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Determining routes of adult sea lamprey escapement to the upper Cheboygan River and impacts on adult abundance estimates with acoustic telemetry
2Hammond Bay Biological Station, 11188 Ray Road, Millersburg, MI
3USFWS, Marquette Biological Station, 3090 Wright St., Marquette, MI 49855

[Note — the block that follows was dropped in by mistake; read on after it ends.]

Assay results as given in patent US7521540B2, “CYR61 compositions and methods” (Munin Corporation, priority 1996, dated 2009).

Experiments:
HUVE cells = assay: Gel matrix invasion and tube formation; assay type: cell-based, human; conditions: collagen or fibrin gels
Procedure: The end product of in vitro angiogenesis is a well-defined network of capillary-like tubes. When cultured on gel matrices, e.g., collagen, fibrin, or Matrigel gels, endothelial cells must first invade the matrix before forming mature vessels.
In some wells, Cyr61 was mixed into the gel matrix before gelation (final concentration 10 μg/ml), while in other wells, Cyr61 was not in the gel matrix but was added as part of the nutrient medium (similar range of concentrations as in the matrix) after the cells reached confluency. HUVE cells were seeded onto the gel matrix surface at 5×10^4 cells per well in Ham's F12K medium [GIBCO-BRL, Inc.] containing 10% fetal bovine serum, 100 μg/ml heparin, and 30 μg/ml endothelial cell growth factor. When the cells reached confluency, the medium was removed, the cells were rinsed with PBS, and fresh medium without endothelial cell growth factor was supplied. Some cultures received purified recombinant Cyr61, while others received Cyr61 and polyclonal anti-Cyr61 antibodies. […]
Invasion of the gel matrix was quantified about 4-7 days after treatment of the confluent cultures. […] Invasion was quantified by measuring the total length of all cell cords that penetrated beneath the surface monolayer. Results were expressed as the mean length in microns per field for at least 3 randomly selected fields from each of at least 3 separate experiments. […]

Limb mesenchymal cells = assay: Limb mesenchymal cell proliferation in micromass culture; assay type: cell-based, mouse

The Cheboygan River is an important sea lamprey producing tributary to Lake Huron. The trap near its mouth captures more adult sea lampreys than any other in the Great Lakes. Despite having an efficient trap and refurbished dam, the upper river (upstream of lock and dam) remains infested with sea lampreys and has been treated with lampricides on a 3-year cycle for nearly 50 years at an average treatment cost of $500,000 per treatment. Upstream escapement of sea lampreys through a navigational lock near the dam has been hypothesized to be the source of infestation in the upper river. Here, we used telemetry data to estimate reach-specific probabilities of movement, including trap capture and dam passage, for sea lampreys in the lower Cheboygan River, MI by fitting the data to a Bayesian state-space model (BSSM). Movement probabilities through individual river reaches were combined to estimate of the proportion of the population present at each telemetry receiver and trap location, and further expanded by the trap catch to estimate abundance at each location. Of an estimated 22 104 to 29 683 (95% credibility interval) adult sea lampreys that entered the river, we estimated that 46-61% were caught in the trap (i.e. exploitation). Although no tagged lampreys passed the above the dam (0/148), the structure could not be considered a complete barrier to sea lamprey migration because we estimated that 0-2% of the population, or 0 to 513 sea lamprey, passed upstream of the dam . The BSSM provided a rigorous framework for inferring spatial dynamics and allowed sampling variability to be considered when estimates were 0 or 1. Given our results, enhanced trapping at existing sites in the Cheboygan River may have greater potential to increase exploitation than adding traps at new locations because an estimated 82-95% of the population reached the trap site, but only 51-68% of those were caught. Furthermore, given the low estimated rate of escapement upstream of dam (fewer than 513 sea lampreys), yet consistent yearly recruitment success, determining if the upper river supports a sea lamprey population that completes its life cycle without entering Lake Huron (landlocked) should be a priority before management actions are taken at the lock and dam to ensure 100% sea lamprey blockage. If a landlocked population resides in the upper river, plans to eradicate sea lampreys from the upper river should be formulated prior to rebuilding the lock (a project currently being explored). Otherwise, continued lampricide treatments in the upper river would be necessary.